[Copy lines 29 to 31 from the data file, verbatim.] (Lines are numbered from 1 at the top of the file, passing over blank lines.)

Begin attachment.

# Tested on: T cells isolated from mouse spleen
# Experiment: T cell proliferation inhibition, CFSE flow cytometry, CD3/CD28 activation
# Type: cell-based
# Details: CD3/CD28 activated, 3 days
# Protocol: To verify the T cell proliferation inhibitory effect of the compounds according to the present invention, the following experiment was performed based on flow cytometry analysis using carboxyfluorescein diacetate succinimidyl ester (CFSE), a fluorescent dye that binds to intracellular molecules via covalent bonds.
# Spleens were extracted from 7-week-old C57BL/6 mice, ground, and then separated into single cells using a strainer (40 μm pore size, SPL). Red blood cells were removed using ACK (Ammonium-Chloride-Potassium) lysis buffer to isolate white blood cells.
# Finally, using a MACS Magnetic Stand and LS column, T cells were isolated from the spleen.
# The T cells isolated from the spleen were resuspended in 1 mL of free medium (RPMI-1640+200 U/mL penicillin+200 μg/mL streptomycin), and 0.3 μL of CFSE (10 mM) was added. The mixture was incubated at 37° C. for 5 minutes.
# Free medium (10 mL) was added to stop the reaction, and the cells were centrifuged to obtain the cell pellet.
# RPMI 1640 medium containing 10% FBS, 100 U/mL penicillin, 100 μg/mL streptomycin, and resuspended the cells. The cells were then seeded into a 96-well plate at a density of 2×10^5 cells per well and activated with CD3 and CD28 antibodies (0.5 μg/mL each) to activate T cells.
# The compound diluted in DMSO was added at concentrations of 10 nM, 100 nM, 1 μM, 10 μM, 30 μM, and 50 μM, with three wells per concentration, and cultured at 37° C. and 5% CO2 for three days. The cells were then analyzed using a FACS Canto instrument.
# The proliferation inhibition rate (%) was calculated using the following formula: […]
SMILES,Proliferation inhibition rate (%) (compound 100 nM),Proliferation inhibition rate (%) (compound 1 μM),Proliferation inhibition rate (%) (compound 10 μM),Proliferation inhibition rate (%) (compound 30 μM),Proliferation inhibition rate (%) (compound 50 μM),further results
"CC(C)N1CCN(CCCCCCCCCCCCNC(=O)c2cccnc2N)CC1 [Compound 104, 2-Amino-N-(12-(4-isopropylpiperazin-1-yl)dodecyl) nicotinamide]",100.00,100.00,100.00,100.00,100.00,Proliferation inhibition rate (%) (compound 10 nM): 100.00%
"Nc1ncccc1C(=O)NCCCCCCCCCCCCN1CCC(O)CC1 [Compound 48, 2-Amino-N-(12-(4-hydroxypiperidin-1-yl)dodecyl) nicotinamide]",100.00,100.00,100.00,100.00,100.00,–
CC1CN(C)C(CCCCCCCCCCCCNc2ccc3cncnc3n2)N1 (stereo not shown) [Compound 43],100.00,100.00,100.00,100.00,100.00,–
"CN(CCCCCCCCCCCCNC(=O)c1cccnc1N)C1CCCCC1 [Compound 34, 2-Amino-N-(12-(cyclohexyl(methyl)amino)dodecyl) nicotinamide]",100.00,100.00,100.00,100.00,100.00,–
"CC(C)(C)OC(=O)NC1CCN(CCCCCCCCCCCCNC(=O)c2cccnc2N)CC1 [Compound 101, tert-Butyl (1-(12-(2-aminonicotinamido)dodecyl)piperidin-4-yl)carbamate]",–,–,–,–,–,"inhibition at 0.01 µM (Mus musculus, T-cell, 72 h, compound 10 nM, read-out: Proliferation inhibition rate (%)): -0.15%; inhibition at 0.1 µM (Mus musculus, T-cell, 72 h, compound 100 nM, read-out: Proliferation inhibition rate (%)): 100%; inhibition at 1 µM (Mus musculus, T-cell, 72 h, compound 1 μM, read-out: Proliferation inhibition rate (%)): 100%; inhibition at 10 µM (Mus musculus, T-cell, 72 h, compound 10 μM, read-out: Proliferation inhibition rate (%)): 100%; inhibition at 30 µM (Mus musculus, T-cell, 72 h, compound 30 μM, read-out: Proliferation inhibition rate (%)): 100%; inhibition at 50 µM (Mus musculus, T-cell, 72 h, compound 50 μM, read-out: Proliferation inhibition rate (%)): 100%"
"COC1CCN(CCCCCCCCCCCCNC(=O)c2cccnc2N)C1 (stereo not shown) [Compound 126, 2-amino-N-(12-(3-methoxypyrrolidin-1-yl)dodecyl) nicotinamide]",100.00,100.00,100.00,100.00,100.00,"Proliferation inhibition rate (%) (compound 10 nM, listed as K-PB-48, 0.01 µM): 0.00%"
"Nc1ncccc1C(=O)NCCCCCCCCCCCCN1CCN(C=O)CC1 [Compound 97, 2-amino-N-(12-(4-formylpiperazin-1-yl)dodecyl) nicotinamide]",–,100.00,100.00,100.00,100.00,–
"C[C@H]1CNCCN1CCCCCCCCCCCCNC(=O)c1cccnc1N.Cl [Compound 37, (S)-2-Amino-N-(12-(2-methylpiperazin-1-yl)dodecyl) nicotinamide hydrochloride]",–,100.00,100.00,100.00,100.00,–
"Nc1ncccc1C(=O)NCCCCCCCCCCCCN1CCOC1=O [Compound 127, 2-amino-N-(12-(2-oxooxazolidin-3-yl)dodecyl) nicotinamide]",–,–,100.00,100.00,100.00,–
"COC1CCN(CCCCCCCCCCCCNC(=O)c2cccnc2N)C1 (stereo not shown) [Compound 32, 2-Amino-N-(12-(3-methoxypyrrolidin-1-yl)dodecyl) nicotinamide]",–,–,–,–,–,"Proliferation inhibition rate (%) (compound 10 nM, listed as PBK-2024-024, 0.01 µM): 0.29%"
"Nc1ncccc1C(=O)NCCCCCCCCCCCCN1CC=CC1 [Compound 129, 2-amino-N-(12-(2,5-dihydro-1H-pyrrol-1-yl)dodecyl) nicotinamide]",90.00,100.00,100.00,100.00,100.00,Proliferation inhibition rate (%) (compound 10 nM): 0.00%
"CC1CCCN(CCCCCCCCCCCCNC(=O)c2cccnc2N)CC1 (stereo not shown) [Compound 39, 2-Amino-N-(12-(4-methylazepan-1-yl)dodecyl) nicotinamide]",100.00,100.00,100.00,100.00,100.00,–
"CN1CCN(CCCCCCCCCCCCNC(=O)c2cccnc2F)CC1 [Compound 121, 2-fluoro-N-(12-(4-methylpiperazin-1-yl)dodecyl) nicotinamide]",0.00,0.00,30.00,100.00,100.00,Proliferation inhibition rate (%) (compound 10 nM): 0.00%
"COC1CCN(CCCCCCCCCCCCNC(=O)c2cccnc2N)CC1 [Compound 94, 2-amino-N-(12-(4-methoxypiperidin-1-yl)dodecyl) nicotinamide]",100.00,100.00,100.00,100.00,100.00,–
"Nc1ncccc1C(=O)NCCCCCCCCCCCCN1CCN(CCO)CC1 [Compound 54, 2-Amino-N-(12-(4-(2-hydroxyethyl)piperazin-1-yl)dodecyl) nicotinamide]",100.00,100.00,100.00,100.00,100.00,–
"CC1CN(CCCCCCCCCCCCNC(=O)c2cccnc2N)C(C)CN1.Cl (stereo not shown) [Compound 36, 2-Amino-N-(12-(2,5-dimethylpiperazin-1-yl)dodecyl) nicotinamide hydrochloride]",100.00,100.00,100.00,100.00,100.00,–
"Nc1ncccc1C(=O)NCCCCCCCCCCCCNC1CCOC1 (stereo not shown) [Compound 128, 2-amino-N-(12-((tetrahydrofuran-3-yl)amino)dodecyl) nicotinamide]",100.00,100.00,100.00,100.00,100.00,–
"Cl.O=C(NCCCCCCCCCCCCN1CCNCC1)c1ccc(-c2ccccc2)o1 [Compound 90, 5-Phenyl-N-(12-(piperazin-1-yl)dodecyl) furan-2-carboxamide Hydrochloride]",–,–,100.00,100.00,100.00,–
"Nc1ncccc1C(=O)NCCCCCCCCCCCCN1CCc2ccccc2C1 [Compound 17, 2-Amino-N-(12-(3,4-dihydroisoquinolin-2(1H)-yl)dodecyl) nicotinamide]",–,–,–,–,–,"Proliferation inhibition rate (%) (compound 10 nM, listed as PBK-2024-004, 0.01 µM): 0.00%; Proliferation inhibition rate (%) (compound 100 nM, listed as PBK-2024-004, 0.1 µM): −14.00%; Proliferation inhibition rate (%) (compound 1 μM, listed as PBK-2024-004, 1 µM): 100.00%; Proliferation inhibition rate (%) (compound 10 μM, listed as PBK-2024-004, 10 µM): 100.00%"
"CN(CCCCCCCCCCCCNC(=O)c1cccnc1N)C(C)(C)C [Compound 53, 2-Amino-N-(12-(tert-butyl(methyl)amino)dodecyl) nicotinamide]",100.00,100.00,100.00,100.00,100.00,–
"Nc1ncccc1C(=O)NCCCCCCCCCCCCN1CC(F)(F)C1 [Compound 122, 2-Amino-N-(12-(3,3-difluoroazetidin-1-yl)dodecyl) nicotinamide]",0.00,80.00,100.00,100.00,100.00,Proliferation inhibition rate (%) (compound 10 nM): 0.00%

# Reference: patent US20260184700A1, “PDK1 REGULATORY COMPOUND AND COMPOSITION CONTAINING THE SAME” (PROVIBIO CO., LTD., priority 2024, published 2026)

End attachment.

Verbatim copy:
"CC1CN(CCCCCCCCCCCCNC(=O)c2cccnc2N)C(C)CN1.Cl (stereo not shown) [Compound 36, 2-Amino-N-(12-(2,5-dimethylpiperazin-1-yl)dodecyl) nicotinamide hydrochloride]",100.00,100.00,100.00,100.00,100.00,–
"Nc1ncccc1C(=O)NCCCCCCCCCCCCNC1CCOC1 (stereo not shown) [Compound 128, 2-amino-N-(12-((tetrahydrofuran-3-yl)amino)dodecyl) nicotinamide]",100.00,100.00,100.00,100.00,100.00,–
"Cl.O=C(NCCCCCCCCCCCCN1CCNCC1)c1ccc(-c2ccccc2)o1 [Compound 90, 5-Phenyl-N-(12-(piperazin-1-yl)dodecyl) furan-2-carboxamide Hydrochloride]",–,–,100.00,100.00,100.00,–